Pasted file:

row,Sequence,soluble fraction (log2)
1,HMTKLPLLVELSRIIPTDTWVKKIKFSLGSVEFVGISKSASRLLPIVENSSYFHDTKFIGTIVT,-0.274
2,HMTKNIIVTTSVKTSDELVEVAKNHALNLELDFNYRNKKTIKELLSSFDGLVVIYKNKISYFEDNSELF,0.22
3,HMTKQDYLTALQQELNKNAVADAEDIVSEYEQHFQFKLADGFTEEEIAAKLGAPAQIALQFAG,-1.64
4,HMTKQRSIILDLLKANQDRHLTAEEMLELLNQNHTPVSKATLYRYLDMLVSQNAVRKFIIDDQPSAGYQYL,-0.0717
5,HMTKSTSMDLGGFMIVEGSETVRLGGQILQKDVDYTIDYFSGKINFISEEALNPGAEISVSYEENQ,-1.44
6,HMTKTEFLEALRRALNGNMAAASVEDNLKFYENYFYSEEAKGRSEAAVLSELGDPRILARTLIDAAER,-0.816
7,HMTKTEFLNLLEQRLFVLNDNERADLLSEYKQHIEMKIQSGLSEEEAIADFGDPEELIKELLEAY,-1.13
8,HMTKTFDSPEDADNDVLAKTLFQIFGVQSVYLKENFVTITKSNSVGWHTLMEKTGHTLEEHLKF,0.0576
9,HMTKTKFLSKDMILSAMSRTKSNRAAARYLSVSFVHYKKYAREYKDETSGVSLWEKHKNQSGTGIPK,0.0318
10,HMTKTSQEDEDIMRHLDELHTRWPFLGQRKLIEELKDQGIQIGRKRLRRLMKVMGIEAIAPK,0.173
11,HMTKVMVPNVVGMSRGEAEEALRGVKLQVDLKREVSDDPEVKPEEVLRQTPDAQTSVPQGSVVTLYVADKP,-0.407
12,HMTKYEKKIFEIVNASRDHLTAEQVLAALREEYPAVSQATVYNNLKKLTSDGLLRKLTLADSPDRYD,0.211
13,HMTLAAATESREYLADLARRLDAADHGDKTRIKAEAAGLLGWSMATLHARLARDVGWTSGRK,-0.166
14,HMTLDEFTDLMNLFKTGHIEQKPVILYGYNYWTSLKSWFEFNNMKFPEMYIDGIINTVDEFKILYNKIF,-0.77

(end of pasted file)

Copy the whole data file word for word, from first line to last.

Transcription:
row,Sequence,soluble fraction (log2)
1,HMTKLPLLVELSRIIPTDTWVKKIKFSLGSVEFVGISKSASRLLPIVENSSYFHDTKFIGTIVT,-0.274
2,HMTKNIIVTTSVKTSDELVEVAKNHALNLELDFNYRNKKTIKELLSSFDGLVVIYKNKISYFEDNSELF,0.22
3,HMTKQDYLTALQQELNKNAVADAEDIVSEYEQHFQFKLADGFTEEEIAAKLGAPAQIALQFAG,-1.64
4,HMTKQRSIILDLLKANQDRHLTAEEMLELLNQNHTPVSKATLYRYLDMLVSQNAVRKFIIDDQPSAGYQYL,-0.0717
5,HMTKSTSMDLGGFMIVEGSETVRLGGQILQKDVDYTIDYFSGKINFISEEALNPGAEISVSYEENQ,-1.44
6,HMTKTEFLEALRRALNGNMAAASVEDNLKFYENYFYSEEAKGRSEAAVLSELGDPRILARTLIDAAER,-0.816
7,HMTKTEFLNLLEQRLFVLNDNERADLLSEYKQHIEMKIQSGLSEEEAIADFGDPEELIKELLEAY,-1.13
8,HMTKTFDSPEDADNDVLAKTLFQIFGVQSVYLKENFVTITKSNSVGWHTLMEKTGHTLEEHLKF,0.0576
9,HMTKTKFLSKDMILSAMSRTKSNRAAARYLSVSFVHYKKYAREYKDETSGVSLWEKHKNQSGTGIPK,0.0318
10,HMTKTSQEDEDIMRHLDELHTRWPFLGQRKLIEELKDQGIQIGRKRLRRLMKVMGIEAIAPK,0.173
11,HMTKVMVPNVVGMSRGEAEEALRGVKLQVDLKREVSDDPEVKPEEVLRQTPDAQTSVPQGSVVTLYVADKP,-0.407
12,HMTKYEKKIFEIVNASRDHLTAEQVLAALREEYPAVSQATVYNNLKKLTSDGLLRKLTLADSPDRYD,0.211
13,HMTLAAATESREYLADLARRLDAADHGDKTRIKAEAAGLLGWSMATLHARLARDVGWTSGRK,-0.166
14,HMTLDEFTDLMNLFKTGHIEQKPVILYGYNYWTSLKSWFEFNNMKFPEMYIDGIINTVDEFKILYNKIF,-0.77